The cohorts efforts in the ‘memory research’ assignment have yielded a plethora of insightful, entertaining and awkward parent conversations. Countless BCM240 students have taken the plunge and sat down with their parents to discuss the influences that TV had on their social dynamics as it was slowly introduced. Now you’re all caught up, let’s dive in.
A majority of pieces that I read focused on the expansive, almost inclusive effects that television had on social units. Rather than being the death of society, the ultimate degenerator that our parents warned us about as children, the majority of elders reflected on television positively. Almost all blogs that I read mentioned a fondness for the television and the role it took in the home. Rather than dividing and reducing the unit, elders described the television as a binding force. Units would come together, especially in the day of fixed or live broadcasting, to watch a program. Instead of being a simple media item to consume, the program would be a spectacle or activity enjoyed simultaneously by the whole family – a collaborative media performance producing common experiences.
This was not alone as a common factor. Recollections of sitting on the floor to make space for adults, kids not being allowed to watch any TV without the watchful and wary supervision of an adult and countless other commonalities perviate the BCM240 blogs. After the surprisingly positive effects of television, the second most important common trait was the evolving role of the news. Set amidst such historically significant events as the Vietnam war, the space race and the larger Cold War, news became a messenger delivering incredible, amazing and terrifying bulletins straight to the living rooms of people everywhere – even in living colour, as technology advanced.
The Moon Landing, JFK assassination and footage of the Vietnam war all feature in recollections of past broadcasts. Compared to these, frequently, lies on of the most disturbing and instantaneously televised events of modern history, the terror attacks of 9/11.
Research projects like these are incredibly valuable. More than a simple recording of an oral history, projects like these allow for a form of ethnographic advance. As well as allowing the transfer of simple data, ethnographic exchange allows for the recording and propagation of emotional impressions and effects. When this flourishes ethnography becomes a collaborative effort. Either to simply enhance communication or to address and solve a problem, collaborative ethnography emerges to involve not just the researcher trying to understand the subject, but to also feature the studied understanding the researcher. The exchange fosters, in the ideal example, mutual benefit.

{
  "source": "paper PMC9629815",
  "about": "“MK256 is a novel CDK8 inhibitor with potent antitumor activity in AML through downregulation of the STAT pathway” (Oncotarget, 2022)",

In class we have covered a fair deal of this, but I promised sex and drugs, so I’m going to talk briefly about a practical application of ethnography.
After researching and writing about the Hells Angels motorcycle ‘gang’ in 1965, Hunter S. Thompson spent over a year in close proximity with the club. Though functioning at the time as a journalist, eventually Thompson would publish a book on his time with the club in an ethnographic fashion. The book, “Hells Angels: A Strange and Terrible Saga”, would later be described by social and cultural geographer Bradley Garret as one of the top five most influential ethnographic works.
If you haven’t heard of Thompson, no description I could give would adequately explain the personified madness. You should research that yourself. The entire Hells Angel book is available online for free, here. I’d strongly recommend reading it drunk, but reading it sober will do in a pinch.
Through a mutual exchange with the gang, Thompson was able to somewhat explain their violent and anomalous behavior “from the inside out” (Garret, 2015). As well, in exchange for the study of their behavior, members of the gang were able to explain and defend their lifestyle and actions. The ethnographic exchange proved incredibly effective, leading to a greater academic and social understanding of the emerging trends of social deviance and criminality. As a result, the book is held in wide regard within both social geography and literary circles.
Of course, the study concludes with Thompson being attacked and beaten by dozens of members of the gang, what they coined as “stomping”.
I guess what I’m saying is that ethnography can be an incredibly effective tool in the exploration of other cultures and people, but some bikers will probably beat you up. I’m surprised that didn’t come up in our classes attempts at memory research, actually.
Garret, B 2015, ‘Why gonzo journalism is crucial to our understanding of cities and their tribes’, The Guardian, 20th May < https://www.theguardian.com/cities/2015/may/20/gonzo-journalism-cities-tribes-ethnographer-hunter-s-thompson >
Lassiter, LE 2005, The Chicago Guide To Collaborative Ethnography, University of Chicago Press, Chicago